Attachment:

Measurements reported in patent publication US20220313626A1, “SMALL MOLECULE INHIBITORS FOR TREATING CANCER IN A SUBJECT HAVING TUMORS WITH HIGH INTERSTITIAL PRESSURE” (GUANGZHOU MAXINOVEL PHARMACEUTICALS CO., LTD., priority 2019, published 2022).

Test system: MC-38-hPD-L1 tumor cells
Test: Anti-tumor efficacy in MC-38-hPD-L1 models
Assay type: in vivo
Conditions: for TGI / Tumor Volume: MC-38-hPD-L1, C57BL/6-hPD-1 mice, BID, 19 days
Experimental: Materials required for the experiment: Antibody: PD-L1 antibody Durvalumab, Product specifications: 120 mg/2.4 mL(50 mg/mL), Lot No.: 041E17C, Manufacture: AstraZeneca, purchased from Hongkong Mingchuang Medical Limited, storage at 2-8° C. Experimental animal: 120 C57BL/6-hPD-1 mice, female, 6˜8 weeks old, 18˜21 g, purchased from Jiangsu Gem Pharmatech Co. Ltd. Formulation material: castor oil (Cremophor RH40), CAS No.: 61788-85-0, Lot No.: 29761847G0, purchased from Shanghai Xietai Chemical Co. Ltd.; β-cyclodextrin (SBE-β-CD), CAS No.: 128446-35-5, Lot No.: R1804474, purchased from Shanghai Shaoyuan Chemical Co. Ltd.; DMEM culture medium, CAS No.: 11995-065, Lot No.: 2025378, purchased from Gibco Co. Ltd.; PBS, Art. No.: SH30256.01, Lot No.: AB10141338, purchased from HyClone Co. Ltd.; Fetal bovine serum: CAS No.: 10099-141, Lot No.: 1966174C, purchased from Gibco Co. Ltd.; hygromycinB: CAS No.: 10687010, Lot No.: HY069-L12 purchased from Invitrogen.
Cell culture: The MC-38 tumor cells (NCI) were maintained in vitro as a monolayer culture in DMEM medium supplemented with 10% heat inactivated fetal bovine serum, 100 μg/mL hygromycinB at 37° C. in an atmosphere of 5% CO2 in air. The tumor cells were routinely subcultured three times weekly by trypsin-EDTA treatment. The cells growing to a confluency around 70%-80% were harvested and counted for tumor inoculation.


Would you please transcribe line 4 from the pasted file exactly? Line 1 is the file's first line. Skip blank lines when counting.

Assay type: in vivo